Endocrine

, Volume 43, Issue 3, pp 529–534

Insulin therapy for type 2 diabetes

Mini Review

DOI: 10.1007/s12020-012-9817-6

Cite this article as:
Meneghini, L.F. Endocrine (2013) 43: 529. doi:10.1007/s12020-012-9817-6

Abstract

Insulin therapy provides effective glycemic control in patients with diabetes who have deficient beta-cell function and insulin secretion. Subjects with type 2 diabetes not adequately controlled on oral agents or incretin therapies can initiate basal insulin replacement to correct fasting hyperglycemia. While all basal insulin preparations have similar efficacy in lowering fasting plasma glucose and improving A1C, the newer basal insulin analogs are associated with a lower risk of hypoglycemia than NPH insulin. Patients whose A1C levels remain above goal despite adequate basal insulin replacement need to evaluate and correct post-prandial hyperglycemia. With progressive beta-cell deficiency, rapid-acting insulin preparations can be introduced before one or more meals and titrated to achieve post-prandial glycemic control. For many patients requiring full basal/bolus insulin replacement, a strategy of fixed prandial insulin doses can yield acceptable glycemic control when compared to a more sophisticated approach utilizing carbohydrate counting and matching to insulin. Concentrated insulin preparations such as U-500 have also been of value in patients with resistant type 2 diabetes. Regardless of the type of insulin replacement used, the blood glucose lowering effects of insulin need to be carefully balanced with the increasing risk of hypoglycemia, and the weight gain associated with insulin intensification.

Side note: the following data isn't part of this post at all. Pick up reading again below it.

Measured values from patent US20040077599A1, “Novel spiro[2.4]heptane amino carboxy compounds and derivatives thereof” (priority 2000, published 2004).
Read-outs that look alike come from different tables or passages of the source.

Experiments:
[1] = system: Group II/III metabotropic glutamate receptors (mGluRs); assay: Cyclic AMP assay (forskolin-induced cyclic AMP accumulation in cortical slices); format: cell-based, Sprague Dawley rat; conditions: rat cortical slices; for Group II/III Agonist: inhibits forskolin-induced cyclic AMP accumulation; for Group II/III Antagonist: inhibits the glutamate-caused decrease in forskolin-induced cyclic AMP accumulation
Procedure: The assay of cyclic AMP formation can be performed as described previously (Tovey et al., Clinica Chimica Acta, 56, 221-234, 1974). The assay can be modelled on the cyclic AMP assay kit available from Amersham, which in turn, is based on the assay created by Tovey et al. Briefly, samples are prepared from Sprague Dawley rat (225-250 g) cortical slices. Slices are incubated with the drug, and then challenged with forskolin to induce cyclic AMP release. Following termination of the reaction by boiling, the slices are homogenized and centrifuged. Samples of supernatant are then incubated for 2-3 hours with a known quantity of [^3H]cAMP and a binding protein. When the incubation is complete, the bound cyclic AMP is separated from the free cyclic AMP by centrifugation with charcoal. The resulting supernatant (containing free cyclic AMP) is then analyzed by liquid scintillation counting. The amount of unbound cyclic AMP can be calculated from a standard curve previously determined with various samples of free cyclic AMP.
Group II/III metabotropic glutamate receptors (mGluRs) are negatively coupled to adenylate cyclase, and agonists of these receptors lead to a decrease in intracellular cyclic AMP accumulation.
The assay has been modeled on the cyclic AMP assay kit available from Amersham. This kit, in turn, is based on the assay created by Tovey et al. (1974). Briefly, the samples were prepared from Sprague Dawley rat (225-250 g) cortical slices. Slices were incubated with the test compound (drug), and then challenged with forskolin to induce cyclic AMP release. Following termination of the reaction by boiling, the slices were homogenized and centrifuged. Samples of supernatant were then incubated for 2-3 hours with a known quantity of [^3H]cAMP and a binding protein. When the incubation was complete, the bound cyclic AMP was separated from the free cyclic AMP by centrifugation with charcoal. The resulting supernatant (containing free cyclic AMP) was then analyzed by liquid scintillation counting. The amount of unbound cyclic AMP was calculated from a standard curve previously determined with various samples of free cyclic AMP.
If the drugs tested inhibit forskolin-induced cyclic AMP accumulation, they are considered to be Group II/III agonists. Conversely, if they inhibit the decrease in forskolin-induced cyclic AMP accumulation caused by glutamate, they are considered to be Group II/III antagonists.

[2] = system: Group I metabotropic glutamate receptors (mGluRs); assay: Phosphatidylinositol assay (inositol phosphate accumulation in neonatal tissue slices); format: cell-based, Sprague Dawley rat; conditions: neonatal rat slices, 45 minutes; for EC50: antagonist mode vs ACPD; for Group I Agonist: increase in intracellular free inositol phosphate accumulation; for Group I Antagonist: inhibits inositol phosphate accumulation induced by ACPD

Keywords

Basal insulin Oral antidiabetic agents Basal/bolus therapy Type 2 diabetes 

Copyright information

© Springer Science+Business Media New York 2012

Authors and Affiliations

  1. 1.University of Miami Miller School of MedicineMiamiUSA

Personalised recommendations